Sinn Fein launches election manifesto
Sinn Fein launches election manifesto

Sinn Fein has published its manifesto for next week’s British general election based on the linked policy objectives of peace, equality, jobs and Irish unity.

The manifesto’s main points were: combined opposition, with other parties, to British public spending cuts in the North of Ireland; push the British government to become “persuaders for Irish unity”; transfer fiscal and tax-raising powers to Belfast from London; remove MI5 and the Serious Organised Crime Agency and ban plastic bullets; all-island planning on agriculture, infrastructure and transport; harmonise the education systems in the North and the South and continue reforms in the North; demand an Irish-language Act and range of supports for renewal of the language; and establish an international truth-recovery process independent of the British government.

In an address at the publication of the document, party president Gerry Adams emphasised the importance of political leadership.

Referring to the Hillsborough negotiations in February on the devolution of policing and justice powers, Mr Adams said: “This was a hugely important moment.”

He said: “Sinn Fein did this by making the two governments and the DUP face up to their political responsibilities. As a result, policing and justice were transferred in April.”

The manifesto “for the future” outlines 87 aims and commitments listed under 11 headings ranging from health, education, regional development and agriculture to international affairs, equality and Irish unity.

The manifesto addresses many policies on an all-Ireland basis, calling for greater investment in road and rail, with a focus on the underdeveloped area west of the River Bann.

The party will press for a new White Paper on agriculture, invest the equivalent of 400 million pounds in rural communities and fishing and insist on all-island planning.

Mr Adams said the two education systems in Ireland should be harmonised. He also called for specific programmes to address mental health issues, perinatal needs, obesity and suicide.

On criminal justice, Mr Adams said Sinn Fein was setting the agenda on policing and would work to enhance the equality, transparency and quality of the criminal justice system.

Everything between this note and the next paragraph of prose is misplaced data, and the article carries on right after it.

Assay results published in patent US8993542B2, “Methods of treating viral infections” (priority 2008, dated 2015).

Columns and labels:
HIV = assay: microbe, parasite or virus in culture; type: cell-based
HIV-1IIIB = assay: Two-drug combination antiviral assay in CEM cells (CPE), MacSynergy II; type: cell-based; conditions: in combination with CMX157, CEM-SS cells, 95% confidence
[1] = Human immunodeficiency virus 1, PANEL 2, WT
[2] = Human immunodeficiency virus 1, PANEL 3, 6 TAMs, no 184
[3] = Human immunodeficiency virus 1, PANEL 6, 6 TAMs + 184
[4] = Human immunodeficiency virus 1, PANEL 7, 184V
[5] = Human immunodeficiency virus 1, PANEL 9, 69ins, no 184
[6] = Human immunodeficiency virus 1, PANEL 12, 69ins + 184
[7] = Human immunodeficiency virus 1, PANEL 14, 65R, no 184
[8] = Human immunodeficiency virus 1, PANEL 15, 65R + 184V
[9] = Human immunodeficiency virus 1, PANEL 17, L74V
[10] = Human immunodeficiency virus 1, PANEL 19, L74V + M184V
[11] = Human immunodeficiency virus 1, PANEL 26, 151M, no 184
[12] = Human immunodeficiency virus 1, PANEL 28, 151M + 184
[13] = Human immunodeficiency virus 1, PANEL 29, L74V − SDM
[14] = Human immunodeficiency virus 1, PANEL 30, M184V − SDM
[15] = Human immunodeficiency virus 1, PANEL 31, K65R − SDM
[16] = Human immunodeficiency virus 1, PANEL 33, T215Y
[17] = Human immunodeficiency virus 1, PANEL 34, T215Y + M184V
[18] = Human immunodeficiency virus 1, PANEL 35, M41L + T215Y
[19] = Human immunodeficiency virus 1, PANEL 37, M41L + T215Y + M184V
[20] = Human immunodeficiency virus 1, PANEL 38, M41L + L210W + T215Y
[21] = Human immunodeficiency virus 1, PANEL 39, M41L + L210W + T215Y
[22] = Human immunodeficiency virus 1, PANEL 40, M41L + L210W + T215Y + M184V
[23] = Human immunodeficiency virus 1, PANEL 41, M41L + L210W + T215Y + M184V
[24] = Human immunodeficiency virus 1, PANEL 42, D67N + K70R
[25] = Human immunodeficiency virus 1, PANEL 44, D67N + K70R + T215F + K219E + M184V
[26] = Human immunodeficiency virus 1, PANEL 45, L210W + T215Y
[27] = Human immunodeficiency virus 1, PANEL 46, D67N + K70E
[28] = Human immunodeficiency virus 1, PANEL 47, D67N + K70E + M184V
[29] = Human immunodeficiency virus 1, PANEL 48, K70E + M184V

Plastic bullets should be banned, the British agencies MI5 and the Serious Organised Crime Agency should leave the North, and the Public Prosecution Service should be reformed, the manifesto says.

It also calls for an inquiry into the murder of Pat Finucane and the holding of all investigations under the PSNI rather than British agencies.

Mr Adams called for “an independent, international, comprehensive truth-recovery process” to examine the history of the conflict.

The manifesto has a significant section on the need for an Irish-language Act and a range of supports throughout Ireland for the renewal of the language.

The party president said Sinn Fein would continue to offer assistance to those involved in other peace processes throughout the world, particularly in the Middle East and the Basque country.

Mr Adams demanded a Bill of rights for the North and an all-Ireland charter of rights as referred to in the 1998 Good Friday Agreement.

The manifesto outlines a series of legislative proposals to clamp down on discrimination.

Under the banner “Ireland cannot afford partition”, 22 are listed proposals under the headings of a stronger economy, a better quality of life and Irish unity. Mr Adams said the British government should amend its policy from one of upholding the union to one of becoming a “persuader for Irish unity”.

In answer to a question about Sinn Fein’s policy of abstention at Westminster, Mr Adams said there was a lessening of “connectiveness” between the Northern electorate and the House of Commons. “Whoever is there doesn’t govern in our interests, that’s a fact,” he said.

“We need to build up a united front which will face the next British government particularly on this issue of [public spending] cuts. We need to be opposing that in a thoughtful and strategic way, and in a united way.”


A dispute has broken out in Derry over the use of one of the city’s famous landmarks for electioneering.

Supporters of socialist candidate Eamonn McCann erected election posters at the Free Derry wall in the Bogside area of the city.

Sinn Fein claims the posters were put up in breach of protocol and that members of its party had pre-booked the wall for their election posters.

Mr McCann said he was unaware of a formal booking procedure and said his election workers put up his posters following an agreement with a local committee responsible for approving usage of the wall.

“The wall is a community facility. It is not Sinn Fein’s wall. It is not their area. They have claimed more public space than any other party and now they want to claim this wall as their own as well,” Mr McCann said.

However Sinn Fein’s director of elections in the Foyle constituency Andrew McCartney said his party had already pre-booked the wall.

“We made the booking well in advance with the committee in adherence to the standard protocol,” he said.

Committee member Tony Doherty, who is a member of Sinn Fein, said he had brokered talks between the parties in an effort to resolve the dispute. “There is a long-standing protocol and I hope everyone adheres to it,” he said.

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